Andrew Breitbart is at it again.
A week after he promised to "go after the teachers and the union organizers," his website BigGovernment.com started running a series of choppy, heavily edited videos taken from labor studies courses taught at the University of Missouri-St. Louis and the University of Missouri-Kansas City. The posts promoting these videos claim, among other things, that the professors "instruct students on how fear, intimidation, and, even, industrial sabotage are important and, often, necessary tools," and that they teach their students that the US flag is "racist."
But given Breitbart's history of dishonesty and his declared intention to "go after" teachers and unions, do we have any reason to think Big Government's claims are credible?
In a word, no. And in fact a quick review of the full context of these clips reveals that Breitbart is up to his old tricks again.
1.) Big Government Edited A Rejection Of Violent Tactics To Make It Sound Like An Endorsement
The opening to Big Government's first video, "Thuggery 101," quotes Professor Don Giljum to make it sound as if he recommends that unions use violent tactics.
Here's a transcript of his remarks as edited by Big Government:
GILJUM: Because I think if you look at labor's history over the years, you'll find that, you know, we've had a very violent history with violent protests-- [CUT]
GILJUM: ...in certain instances, strategically played out, and for certain purposes, that industrial sabotage doesn't have its place. I think it certainly does. But as far as -- You know, and I can't really honestly say that I've never wished, or have never been in a position, where I have haven't wished real harm on somebody or inflicted any pain and suffering on some people--
STUDENT: We're all human.
GILJUM: --who didn't ask for it, but, you know, it certainly has its place.
These comments are very clearly edited, with a jump in the video at the 0:52 mark. But the longer version of those remarks, as obtained by Media Matters, makes clear that Big Government carefully edited around all of the portions where Giljum explicitly rejected violence as an ineffective tactic. Here's a longer video and a transcript with portions that Big Government edited out in bold:
I tend to agree with you, because I think if you look at labor's history over the years, you'll find that, you know, we've had a very violent history with violent protests and reaction to suppression. OK? But as time has changed, the tactics have changed, or the need for those have changed. OK?
Now, you know, that's not to say that in certain instances, strategically played out and for certain purposes, that industrial sabotage doesn't have its place. I think it certainly does. But as far as -- You know, and I can't really honestly say that I've never wished, or have never been in a position where I have haven't wished real harm on somebody or inflicted any pain and suffering on some people--
STUDENT: We're all human.
GILJUM: --who didn't ask for it, but, you know, it certainly has its place. It certainly makes you feel a hell of a lot better sometimes, but beyond that I'm not sure as a tactic today, the type of violence or reaction to the violence we had back then would be called for here, and I think it would do more harm than good.
Big Government clipped out both crucially qualifying statements, and putting them back in changes the entire context of the quote. Given how they edited it, it's hard to see how you could argue that the deception wasn't intentional.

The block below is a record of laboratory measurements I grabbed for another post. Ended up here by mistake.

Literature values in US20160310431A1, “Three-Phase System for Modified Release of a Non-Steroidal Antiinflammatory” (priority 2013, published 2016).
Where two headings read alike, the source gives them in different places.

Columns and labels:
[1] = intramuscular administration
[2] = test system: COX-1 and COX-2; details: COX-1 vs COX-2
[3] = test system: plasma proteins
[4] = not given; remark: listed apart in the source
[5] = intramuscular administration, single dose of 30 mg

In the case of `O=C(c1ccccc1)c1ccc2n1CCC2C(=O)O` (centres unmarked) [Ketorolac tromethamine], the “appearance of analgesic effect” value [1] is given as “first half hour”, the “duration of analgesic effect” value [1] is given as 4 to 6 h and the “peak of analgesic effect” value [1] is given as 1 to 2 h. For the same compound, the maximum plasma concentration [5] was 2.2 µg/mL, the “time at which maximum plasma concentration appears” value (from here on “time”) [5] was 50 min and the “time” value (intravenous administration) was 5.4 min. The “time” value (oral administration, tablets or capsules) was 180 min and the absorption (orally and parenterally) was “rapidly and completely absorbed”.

2.) Big Government Clipped Movie Quote To Make It Sound Like Professor's Own Words
"Thuggery 101" also depicts Professor Judy Ancel saying, "Violence is a tactic, and it's to be used when it's appropriate-- the appropriate tactic." (Around the 1:30 mark.) But as a longer clip of that statement makes clear, those are not Ancel's own words. She was only quoting a person being interviewed in the documentary At the River I Stand, which the class had just watched for discussion purposes. Media Matters has a longer video and a transcript with the key part bolded:
ANCEL: The one guy in the film, one of the guys who had been one of the young SNCC types, said-- What?
ANCEL: The invaders, thank you. Yeah, right, right, right. Yeah. Those-- But he represented the kind of thinking that went into the Student Underground Coordinating Committee and then later, probably-- Well, coinciding with the Black Panthers, I'd say. You know, he said "Violence is a tactic, and it's to be used when it's appropriate -- the appropriate tactic."
Whether they-- They never come back to him to ask him what he thought of the window smashing in that march. Or whether or not that was done by them, or others, or provocateurs. We don't know that.
There's nothing in the longer video to indicate that Ancel endorses the position of the man she was quoting. Yet Big Government presents this quote like it was Ancel's own original opinion.
After Ancel and Giljum pointed out that they had been deceptively edited by Breitbart's team, Big Government posted a subsequent rebuttal acknowledging the context missing from the tapes it provided to news outlets. But the editors fail to provide an even marginally reasonable explanation for why they edited the videos in the way they did. Nor do they concede how including it changes the entire meaning of those clips. But that's because the only explanation isn't reasonable: that they intentionally warped the meaning of Ancel and Giljum's words to score a cheap point.
Given what we know about Breitbart, and the given that the first video alone is saturated with dishonesty, how can we take anything about this new Big Government campaign to target teachers at face value?